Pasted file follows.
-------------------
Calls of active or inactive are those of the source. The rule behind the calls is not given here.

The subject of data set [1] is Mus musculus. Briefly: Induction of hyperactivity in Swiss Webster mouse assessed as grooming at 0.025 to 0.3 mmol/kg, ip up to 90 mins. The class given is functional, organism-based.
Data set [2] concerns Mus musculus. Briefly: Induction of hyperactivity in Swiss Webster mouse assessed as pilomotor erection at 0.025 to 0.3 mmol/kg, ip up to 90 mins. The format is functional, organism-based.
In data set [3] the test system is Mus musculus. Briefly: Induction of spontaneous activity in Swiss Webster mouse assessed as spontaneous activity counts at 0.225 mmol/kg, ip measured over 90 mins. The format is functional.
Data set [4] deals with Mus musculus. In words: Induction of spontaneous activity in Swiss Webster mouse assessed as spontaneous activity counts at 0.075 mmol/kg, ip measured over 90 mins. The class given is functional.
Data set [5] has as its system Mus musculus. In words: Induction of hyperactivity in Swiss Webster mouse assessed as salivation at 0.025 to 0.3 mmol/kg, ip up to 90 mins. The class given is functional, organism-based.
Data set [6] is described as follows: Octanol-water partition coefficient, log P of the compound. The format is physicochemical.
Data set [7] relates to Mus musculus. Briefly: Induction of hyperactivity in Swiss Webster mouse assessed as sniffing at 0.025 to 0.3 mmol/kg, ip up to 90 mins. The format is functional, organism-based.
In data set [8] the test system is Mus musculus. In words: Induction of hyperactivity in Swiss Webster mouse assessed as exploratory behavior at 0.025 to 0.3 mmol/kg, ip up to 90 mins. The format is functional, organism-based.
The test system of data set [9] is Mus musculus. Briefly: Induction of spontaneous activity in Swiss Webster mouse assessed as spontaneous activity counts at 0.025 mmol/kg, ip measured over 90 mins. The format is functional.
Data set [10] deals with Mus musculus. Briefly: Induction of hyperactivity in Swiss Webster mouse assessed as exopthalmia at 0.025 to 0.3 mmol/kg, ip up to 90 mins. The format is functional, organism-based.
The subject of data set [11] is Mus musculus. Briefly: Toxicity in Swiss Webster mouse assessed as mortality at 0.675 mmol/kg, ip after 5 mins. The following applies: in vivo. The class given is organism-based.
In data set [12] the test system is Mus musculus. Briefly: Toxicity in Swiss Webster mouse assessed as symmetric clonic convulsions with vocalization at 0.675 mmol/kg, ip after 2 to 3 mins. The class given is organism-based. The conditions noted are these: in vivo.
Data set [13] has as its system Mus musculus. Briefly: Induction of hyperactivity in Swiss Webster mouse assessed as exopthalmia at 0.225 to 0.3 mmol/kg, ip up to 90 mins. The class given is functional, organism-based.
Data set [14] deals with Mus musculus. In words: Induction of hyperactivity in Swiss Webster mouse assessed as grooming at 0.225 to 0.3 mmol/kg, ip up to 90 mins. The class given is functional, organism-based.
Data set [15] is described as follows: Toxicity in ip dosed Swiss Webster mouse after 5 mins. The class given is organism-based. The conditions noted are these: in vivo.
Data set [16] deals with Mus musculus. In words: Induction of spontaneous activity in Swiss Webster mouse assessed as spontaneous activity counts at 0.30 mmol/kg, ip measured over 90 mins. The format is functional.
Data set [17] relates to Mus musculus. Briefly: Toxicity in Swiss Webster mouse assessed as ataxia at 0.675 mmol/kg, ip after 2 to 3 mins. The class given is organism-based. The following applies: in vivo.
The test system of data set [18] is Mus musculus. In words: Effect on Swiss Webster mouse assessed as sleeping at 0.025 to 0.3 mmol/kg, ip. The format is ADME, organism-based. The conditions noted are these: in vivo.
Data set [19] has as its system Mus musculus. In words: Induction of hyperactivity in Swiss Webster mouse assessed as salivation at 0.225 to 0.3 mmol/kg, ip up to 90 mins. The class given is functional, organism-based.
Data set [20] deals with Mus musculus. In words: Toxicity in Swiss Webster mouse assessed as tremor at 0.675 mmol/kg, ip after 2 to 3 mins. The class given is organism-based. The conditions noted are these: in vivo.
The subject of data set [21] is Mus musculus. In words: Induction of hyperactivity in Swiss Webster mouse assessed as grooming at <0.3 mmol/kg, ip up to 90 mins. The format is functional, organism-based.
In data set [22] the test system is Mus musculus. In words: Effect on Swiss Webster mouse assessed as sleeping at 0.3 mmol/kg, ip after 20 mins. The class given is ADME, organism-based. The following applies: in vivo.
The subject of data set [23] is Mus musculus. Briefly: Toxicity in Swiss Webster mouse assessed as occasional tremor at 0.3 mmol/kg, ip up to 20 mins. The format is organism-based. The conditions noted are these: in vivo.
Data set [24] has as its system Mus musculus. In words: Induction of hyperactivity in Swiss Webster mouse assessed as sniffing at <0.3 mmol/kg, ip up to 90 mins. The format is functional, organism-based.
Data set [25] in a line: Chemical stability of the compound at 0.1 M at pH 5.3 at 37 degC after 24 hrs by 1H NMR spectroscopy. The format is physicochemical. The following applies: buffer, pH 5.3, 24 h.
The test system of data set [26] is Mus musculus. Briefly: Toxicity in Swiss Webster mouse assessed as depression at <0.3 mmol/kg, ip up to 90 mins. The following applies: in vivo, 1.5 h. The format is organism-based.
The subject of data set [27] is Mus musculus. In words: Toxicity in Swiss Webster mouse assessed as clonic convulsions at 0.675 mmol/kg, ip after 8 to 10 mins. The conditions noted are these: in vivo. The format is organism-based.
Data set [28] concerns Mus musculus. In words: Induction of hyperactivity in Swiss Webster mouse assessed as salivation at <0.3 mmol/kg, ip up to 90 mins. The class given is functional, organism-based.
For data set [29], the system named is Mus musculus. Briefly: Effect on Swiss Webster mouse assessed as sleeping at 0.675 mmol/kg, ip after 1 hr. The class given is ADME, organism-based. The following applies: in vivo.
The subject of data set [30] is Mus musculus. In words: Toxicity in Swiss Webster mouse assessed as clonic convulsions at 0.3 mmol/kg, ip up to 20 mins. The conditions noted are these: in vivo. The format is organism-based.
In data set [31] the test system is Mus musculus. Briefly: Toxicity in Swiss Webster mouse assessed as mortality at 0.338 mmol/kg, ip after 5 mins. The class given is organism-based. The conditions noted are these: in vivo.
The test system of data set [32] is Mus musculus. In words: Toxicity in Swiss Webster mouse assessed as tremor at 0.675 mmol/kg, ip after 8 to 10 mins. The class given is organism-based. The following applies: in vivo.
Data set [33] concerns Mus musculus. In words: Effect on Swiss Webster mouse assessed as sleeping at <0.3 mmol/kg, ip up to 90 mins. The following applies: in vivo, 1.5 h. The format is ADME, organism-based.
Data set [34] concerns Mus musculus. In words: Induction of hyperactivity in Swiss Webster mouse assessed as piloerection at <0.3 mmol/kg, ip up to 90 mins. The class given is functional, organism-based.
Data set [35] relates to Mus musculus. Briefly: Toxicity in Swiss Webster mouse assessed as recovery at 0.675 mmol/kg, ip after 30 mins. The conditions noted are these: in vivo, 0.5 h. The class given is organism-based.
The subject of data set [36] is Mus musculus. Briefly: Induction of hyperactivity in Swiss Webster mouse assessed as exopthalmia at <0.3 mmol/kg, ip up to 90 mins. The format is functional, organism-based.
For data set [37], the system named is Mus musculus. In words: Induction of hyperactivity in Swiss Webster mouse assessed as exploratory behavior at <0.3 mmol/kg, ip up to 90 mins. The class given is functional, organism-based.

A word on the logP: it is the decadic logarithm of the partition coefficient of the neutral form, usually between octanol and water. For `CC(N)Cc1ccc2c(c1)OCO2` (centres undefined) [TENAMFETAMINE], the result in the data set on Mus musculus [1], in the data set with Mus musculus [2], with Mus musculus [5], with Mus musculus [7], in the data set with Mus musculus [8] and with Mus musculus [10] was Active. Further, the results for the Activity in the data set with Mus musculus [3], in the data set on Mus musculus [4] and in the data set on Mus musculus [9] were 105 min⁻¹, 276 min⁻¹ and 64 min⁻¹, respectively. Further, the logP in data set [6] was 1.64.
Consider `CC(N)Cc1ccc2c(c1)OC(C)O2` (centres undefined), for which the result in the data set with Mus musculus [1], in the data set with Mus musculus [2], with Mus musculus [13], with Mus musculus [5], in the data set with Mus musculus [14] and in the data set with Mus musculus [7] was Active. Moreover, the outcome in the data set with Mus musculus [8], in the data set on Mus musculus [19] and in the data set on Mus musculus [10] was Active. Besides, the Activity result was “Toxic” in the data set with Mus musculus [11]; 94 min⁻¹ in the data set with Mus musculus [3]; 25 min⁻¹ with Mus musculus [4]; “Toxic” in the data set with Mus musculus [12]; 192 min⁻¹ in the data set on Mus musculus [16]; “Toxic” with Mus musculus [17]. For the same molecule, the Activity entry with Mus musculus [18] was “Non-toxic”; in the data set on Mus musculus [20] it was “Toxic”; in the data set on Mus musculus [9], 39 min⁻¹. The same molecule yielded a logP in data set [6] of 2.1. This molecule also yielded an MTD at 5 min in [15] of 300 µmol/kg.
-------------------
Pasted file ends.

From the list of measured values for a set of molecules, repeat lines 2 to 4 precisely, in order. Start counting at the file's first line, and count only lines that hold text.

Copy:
The subject of data set [1] is Mus musculus. Briefly: Induction of hyperactivity in Swiss Webster mouse assessed as grooming at 0.025 to 0.3 mmol/kg, ip up to 90 mins. The class given is functional, organism-based.
Data set [2] concerns Mus musculus. Briefly: Induction of hyperactivity in Swiss Webster mouse assessed as pilomotor erection at 0.025 to 0.3 mmol/kg, ip up to 90 mins. The format is functional, organism-based.
In data set [3] the test system is Mus musculus. Briefly: Induction of spontaneous activity in Swiss Webster mouse assessed as spontaneous activity counts at 0.225 mmol/kg, ip measured over 90 mins. The format is functional.